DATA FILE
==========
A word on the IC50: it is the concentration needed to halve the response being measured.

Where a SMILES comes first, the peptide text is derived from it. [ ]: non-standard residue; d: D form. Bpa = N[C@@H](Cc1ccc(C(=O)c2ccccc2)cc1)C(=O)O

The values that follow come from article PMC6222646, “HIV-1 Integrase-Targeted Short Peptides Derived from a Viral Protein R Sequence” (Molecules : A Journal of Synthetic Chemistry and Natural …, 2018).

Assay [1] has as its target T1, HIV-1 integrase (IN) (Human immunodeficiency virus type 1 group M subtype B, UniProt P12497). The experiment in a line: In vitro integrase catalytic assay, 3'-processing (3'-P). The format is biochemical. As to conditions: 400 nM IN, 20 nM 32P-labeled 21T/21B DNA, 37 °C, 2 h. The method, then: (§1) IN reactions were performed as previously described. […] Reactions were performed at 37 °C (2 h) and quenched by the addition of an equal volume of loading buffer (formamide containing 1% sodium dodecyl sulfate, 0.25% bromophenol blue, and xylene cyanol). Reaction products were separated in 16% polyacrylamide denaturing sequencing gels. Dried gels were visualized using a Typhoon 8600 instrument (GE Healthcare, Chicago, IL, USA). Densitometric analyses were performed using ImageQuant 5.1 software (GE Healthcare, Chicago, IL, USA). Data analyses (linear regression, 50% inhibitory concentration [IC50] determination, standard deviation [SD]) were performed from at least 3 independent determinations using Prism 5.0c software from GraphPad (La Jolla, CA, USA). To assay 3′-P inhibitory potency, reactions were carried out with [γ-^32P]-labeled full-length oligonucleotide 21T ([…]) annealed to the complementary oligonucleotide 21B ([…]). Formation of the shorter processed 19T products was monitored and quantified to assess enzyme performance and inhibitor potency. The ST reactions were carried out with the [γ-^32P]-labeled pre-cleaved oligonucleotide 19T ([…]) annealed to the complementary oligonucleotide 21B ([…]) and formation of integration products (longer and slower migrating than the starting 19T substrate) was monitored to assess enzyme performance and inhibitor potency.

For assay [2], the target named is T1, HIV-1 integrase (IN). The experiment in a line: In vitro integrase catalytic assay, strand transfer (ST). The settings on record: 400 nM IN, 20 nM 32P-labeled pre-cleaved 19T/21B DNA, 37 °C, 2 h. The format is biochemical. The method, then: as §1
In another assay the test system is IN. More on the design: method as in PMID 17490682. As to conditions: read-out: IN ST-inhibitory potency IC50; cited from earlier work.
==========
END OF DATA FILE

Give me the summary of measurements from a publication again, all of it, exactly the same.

A word on the IC50: it is the concentration needed to halve the response being measured.

Where a SMILES comes first, the peptide text is derived from it. [ ]: non-standard residue; d: D form. Bpa = N[C@@H](Cc1ccc(C(=O)c2ccccc2)cc1)C(=O)O

The values that follow come from article PMC6222646, “HIV-1 Integrase-Targeted Short Peptides Derived from a Viral Protein R Sequence” (Molecules : A Journal of Synthetic Chemistry and Natural …, 2018).

Assay [1] has as its target T1, HIV-1 integrase (IN) (Human immunodeficiency virus type 1 group M subtype B, UniProt P12497). The experiment in a line: In vitro integrase catalytic assay, 3'-processing (3'-P). The format is biochemical. As to conditions: 400 nM IN, 20 nM 32P-labeled 21T/21B DNA, 37 °C, 2 h. The method, then: (§1) IN reactions were performed as previously described. […] Reactions were performed at 37 °C (2 h) and quenched by the addition of an equal volume of loading buffer (formamide containing 1% sodium dodecyl sulfate, 0.25% bromophenol blue, and xylene cyanol). Reaction products were separated in 16% polyacrylamide denaturing sequencing gels. Dried gels were visualized using a Typhoon 8600 instrument (GE Healthcare, Chicago, IL, USA). Densitometric analyses were performed using ImageQuant 5.1 software (GE Healthcare, Chicago, IL, USA). Data analyses (linear regression, 50% inhibitory concentration [IC50] determination, standard deviation [SD]) were performed from at least 3 independent determinations using Prism 5.0c software from GraphPad (La Jolla, CA, USA). To assay 3′-P inhibitory potency, reactions were carried out with [γ-^32P]-labeled full-length oligonucleotide 21T ([…]) annealed to the complementary oligonucleotide 21B ([…]). Formation of the shorter processed 19T products was monitored and quantified to assess enzyme performance and inhibitor potency. The ST reactions were carried out with the [γ-^32P]-labeled pre-cleaved oligonucleotide 19T ([…]) annealed to the complementary oligonucleotide 21B ([…]) and formation of integration products (longer and slower migrating than the starting 19T substrate) was monitored to assess enzyme performance and inhibitor potency.

For assay [2], the target named is T1, HIV-1 integrase (IN). The experiment in a line: In vitro integrase catalytic assay, strand transfer (ST). The settings on record: 400 nM IN, 20 nM 32P-labeled pre-cleaved 19T/21B DNA, 37 °C, 2 h. The format is biochemical. The method, then: as §1
In another assay the test system is IN. More on the design: method as in PMID 17490682. As to conditions: read-out: IN ST-inhibitory potency IC50; cited from earlier work.